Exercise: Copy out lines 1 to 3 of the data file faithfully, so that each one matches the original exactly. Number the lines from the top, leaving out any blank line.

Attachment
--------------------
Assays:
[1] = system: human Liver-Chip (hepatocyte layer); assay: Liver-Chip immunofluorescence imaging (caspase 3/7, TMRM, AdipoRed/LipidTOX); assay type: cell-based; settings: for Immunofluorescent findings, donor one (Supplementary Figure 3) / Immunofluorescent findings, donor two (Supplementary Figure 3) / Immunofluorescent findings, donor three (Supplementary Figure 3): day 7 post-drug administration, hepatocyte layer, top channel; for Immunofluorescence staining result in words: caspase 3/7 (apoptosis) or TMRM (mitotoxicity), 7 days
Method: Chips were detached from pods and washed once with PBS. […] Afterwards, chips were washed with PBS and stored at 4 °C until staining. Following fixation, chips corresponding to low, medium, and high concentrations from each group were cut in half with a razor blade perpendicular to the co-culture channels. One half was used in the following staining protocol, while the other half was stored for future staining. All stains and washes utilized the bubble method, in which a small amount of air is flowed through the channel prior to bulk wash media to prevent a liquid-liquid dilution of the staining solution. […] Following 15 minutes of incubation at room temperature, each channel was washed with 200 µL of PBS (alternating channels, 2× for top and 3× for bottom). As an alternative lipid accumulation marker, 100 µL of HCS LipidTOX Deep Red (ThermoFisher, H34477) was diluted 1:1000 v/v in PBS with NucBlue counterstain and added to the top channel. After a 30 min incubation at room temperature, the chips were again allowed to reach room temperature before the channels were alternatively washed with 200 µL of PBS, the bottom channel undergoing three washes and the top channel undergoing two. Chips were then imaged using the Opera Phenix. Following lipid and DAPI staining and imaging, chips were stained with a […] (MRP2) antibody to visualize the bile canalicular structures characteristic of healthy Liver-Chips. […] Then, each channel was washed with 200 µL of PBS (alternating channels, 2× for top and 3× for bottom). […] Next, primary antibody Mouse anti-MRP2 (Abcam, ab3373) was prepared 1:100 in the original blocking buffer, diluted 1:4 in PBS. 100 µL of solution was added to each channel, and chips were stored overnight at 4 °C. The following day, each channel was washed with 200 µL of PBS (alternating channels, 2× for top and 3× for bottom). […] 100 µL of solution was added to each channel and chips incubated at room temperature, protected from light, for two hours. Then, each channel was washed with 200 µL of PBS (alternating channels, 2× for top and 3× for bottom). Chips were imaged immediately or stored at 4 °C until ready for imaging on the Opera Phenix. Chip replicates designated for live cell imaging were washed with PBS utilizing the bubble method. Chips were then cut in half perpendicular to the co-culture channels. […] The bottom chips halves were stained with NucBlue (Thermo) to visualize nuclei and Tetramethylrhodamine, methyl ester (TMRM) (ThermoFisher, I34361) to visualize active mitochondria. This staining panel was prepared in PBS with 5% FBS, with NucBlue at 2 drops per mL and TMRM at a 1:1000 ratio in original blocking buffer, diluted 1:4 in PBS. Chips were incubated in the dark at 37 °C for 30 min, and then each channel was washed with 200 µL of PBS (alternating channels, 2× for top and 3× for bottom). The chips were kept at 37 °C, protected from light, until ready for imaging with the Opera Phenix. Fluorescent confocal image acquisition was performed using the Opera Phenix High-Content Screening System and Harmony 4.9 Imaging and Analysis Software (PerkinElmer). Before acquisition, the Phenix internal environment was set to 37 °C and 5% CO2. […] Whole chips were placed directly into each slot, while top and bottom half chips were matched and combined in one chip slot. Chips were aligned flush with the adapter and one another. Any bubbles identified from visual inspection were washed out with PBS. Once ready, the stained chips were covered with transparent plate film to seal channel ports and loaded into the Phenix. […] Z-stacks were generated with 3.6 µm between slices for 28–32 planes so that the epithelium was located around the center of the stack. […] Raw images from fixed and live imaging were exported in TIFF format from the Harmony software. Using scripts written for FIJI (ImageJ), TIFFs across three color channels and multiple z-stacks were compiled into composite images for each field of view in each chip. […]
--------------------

Assays:
[1] = system: human Liver-Chip (hepatocyte layer); assay: Liver-Chip immunofluorescence imaging (caspase 3/7, TMRM, AdipoRed/LipidTOX); assay type: cell-based; settings: for Immunofluorescent findings, donor one (Supplementary Figure 3) / Immunofluorescent findings, donor two (Supplementary Figure 3) / Immunofluorescent findings, donor three (Supplementary Figure 3): day 7 post-drug administration, hepatocyte layer, top channel; for Immunofluorescence staining result in words: caspase 3/7 (apoptosis) or TMRM (mitotoxicity), 7 days
Method: Chips were detached from pods and washed once with PBS. […] Afterwards, chips were washed with PBS and stored at 4 °C until staining. Following fixation, chips corresponding to low, medium, and high concentrations from each group were cut in half with a razor blade perpendicular to the co-culture channels. One half was used in the following staining protocol, while the other half was stored for future staining. All stains and washes utilized the bubble method, in which a small amount of air is flowed through the channel prior to bulk wash media to prevent a liquid-liquid dilution of the staining solution. […] Following 15 minutes of incubation at room temperature, each channel was washed with 200 µL of PBS (alternating channels, 2× for top and 3× for bottom). As an alternative lipid accumulation marker, 100 µL of HCS LipidTOX Deep Red (ThermoFisher, H34477) was diluted 1:1000 v/v in PBS with NucBlue counterstain and added to the top channel. After a 30 min incubation at room temperature, the chips were again allowed to reach room temperature before the channels were alternatively washed with 200 µL of PBS, the bottom channel undergoing three washes and the top channel undergoing two. Chips were then imaged using the Opera Phenix. Following lipid and DAPI staining and imaging, chips were stained with a […] (MRP2) antibody to visualize the bile canalicular structures characteristic of healthy Liver-Chips. […] Then, each channel was washed with 200 µL of PBS (alternating channels, 2× for top and 3× for bottom). […] Next, primary antibody Mouse anti-MRP2 (Abcam, ab3373) was prepared 1:100 in the original blocking buffer, diluted 1:4 in PBS. 100 µL of solution was added to each channel, and chips were stored overnight at 4 °C. The following day, each channel was washed with 200 µL of PBS (alternating channels, 2× for top and 3× for bottom). […] 100 µL of solution was added to each channel and chips incubated at room temperature, protected from light, for two hours. Then, each channel was washed with 200 µL of PBS (alternating channels, 2× for top and 3× for bottom). Chips were imaged immediately or stored at 4 °C until ready for imaging on the Opera Phenix. Chip replicates designated for live cell imaging were washed with PBS utilizing the bubble method. Chips were then cut in half perpendicular to the co-culture channels. […] The bottom chips halves were stained with NucBlue (Thermo) to visualize nuclei and Tetramethylrhodamine, methyl ester (TMRM) (ThermoFisher, I34361) to visualize active mitochondria. This staining panel was prepared in PBS with 5% FBS, with NucBlue at 2 drops per mL and TMRM at a 1:1000 ratio in original blocking buffer, diluted 1:4 in PBS. Chips were incubated in the dark at 37 °C for 30 min, and then each channel was washed with 200 µL of PBS (alternating channels, 2× for top and 3× for bottom). The chips were kept at 37 °C, protected from light, until ready for imaging with the Opera Phenix. Fluorescent confocal image acquisition was performed using the Opera Phenix High-Content Screening System and Harmony 4.9 Imaging and Analysis Software (PerkinElmer). Before acquisition, the Phenix internal environment was set to 37 °C and 5% CO2. […] Whole chips were placed directly into each slot, while top and bottom half chips were matched and combined in one chip slot. Chips were aligned flush with the adapter and one another. Any bubbles identified from visual inspection were washed out with PBS. Once ready, the stained chips were covered with transparent plate film to seal channel ports and loaded into the Phenix. […] Z-stacks were generated with 3.6 µm between slices for 28–32 planes so that the epithelium was located around the center of the stack. […] Raw images from fixed and live imaging were exported in TIFF format from the Harmony software. Using scripts written for FIJI (ImageJ), TIFFs across three color channels and multiple z-stacks were compiled into composite images for each field of view in each chip. […]